September 6–December 31, 2006
Graffiti Basics features a selection of eleven paintings from the widely praised Graffiti exhibition that was on view at the Brooklyn Museum from June 30 to September 3, 2006. Like the larger show, this smaller edition explores how a genre that began as a form of subversive public communication moved away from the street and into public and private collections.
Modern graffiti, which is associated with hip-hop culture and spans many racial and economic groups, began in the mid- to late 1960s as a form of activist expression and as a way for street gangs to mark their territory. By the early 1970s, it had made its way to New York City and quickly become a phenomenon. Urban youth used the sides of subway trains and buildings as their canvases, reclaiming segments of their neighborhoods by “tagging” them with stylized renditions of their names or the names of the groups they formed.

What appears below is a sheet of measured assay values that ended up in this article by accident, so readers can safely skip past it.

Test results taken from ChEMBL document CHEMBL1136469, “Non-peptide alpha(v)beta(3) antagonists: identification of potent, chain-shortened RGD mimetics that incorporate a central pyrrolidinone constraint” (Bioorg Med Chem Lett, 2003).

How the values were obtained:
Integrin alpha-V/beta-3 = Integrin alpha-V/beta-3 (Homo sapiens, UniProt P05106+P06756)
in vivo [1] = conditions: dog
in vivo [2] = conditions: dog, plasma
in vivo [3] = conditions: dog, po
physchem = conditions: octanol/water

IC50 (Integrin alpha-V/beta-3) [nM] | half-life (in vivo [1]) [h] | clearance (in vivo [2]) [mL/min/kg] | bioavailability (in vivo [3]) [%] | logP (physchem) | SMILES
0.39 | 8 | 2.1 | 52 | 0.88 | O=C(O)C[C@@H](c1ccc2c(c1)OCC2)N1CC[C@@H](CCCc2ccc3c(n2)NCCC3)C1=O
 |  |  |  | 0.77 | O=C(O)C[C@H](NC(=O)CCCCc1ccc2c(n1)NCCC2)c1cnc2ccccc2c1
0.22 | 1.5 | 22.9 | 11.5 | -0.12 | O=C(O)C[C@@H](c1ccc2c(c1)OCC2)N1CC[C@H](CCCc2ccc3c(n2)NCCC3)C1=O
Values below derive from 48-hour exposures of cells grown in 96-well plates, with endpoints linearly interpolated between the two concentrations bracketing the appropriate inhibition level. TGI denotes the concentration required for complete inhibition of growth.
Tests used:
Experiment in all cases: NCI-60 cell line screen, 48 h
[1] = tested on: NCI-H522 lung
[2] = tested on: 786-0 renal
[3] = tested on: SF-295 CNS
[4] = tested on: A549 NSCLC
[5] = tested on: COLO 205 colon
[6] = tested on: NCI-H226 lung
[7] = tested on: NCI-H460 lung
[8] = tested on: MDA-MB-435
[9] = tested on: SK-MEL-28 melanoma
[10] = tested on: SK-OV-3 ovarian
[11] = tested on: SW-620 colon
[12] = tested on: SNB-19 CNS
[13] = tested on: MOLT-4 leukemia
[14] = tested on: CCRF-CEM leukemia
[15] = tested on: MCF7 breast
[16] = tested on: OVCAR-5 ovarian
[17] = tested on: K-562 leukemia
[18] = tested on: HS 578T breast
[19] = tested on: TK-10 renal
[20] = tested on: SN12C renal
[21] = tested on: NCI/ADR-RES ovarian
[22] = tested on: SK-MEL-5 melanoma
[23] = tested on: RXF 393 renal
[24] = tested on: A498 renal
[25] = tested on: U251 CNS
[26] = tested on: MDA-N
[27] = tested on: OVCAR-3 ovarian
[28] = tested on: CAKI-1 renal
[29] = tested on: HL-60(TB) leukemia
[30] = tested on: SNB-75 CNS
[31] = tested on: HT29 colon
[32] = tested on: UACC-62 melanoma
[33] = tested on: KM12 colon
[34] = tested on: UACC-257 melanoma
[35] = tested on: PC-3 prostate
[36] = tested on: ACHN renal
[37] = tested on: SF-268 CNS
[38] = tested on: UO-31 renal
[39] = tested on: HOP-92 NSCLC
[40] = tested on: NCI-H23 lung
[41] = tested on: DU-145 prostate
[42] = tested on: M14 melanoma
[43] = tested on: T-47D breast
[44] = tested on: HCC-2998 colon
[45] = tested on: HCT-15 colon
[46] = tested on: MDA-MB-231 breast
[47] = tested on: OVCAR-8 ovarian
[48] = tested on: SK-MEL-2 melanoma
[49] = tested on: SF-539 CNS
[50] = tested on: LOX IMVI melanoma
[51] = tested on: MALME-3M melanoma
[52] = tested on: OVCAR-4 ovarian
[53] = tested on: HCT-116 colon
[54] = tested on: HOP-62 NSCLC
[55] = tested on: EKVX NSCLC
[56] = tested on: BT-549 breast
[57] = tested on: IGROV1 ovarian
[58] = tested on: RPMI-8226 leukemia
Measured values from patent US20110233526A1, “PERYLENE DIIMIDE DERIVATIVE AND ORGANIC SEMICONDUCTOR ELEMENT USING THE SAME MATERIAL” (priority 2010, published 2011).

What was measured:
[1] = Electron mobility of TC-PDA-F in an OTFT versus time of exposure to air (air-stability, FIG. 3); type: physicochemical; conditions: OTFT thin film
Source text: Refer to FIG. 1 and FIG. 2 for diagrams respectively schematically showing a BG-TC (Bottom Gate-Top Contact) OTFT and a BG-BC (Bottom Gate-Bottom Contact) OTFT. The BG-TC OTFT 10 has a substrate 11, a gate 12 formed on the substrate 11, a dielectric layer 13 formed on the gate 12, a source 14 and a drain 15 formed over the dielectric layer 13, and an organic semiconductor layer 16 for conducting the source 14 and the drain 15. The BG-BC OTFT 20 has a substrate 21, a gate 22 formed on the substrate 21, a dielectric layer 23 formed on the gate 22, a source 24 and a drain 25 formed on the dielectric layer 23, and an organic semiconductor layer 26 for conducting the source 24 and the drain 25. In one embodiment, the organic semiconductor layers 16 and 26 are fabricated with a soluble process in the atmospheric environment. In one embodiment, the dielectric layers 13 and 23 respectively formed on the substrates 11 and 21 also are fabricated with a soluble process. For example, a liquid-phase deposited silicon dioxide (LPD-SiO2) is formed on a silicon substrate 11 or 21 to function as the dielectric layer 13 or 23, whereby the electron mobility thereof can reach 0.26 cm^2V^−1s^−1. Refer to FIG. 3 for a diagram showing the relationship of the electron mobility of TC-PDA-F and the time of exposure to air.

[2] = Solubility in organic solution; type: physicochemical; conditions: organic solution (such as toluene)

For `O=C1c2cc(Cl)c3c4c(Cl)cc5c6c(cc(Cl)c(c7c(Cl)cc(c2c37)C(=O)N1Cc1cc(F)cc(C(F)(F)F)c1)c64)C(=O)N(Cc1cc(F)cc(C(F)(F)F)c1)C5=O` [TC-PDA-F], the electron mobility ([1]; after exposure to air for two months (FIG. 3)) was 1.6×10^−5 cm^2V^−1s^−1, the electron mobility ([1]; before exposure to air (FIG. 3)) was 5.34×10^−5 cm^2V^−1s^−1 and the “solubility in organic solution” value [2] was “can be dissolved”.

Later, graffiti artists began to paint on canvas or large sheets of paper, attracting the attention of art dealers and collectors. One of the first dealers to collect graffiti was Sidney Janis. His heirs Carroll and Conrad Janis donated almost fifty works from his estate to the Brooklyn Museum in l999.
Drawn from this gift, the exhibition includes eleven large-scale works from such artists as Michael Tracy (“Tracy 168”), Kwame Monroe (“Bear 167”), Melvin Samuels, Jr. (“NOC 167”), and Sandra Fabara (“Lady Pink”).
The exhibition celebrates the first citywide VH1 Hip Hop Honors Week, which begins Thursday, October 12, with related events and exhibitions throughout all five boroughs, and ends with “Hip Hop Honors” Day on October 17, when Ice-T hosts the broadcast on VH1 of the third annual VH1 Hip Hop Honors program.
Graffiti Basics is organized by Charlotta Kotik, John and Barbara Vogelstein Curator of Contemporary Art, Brooklyn Museum.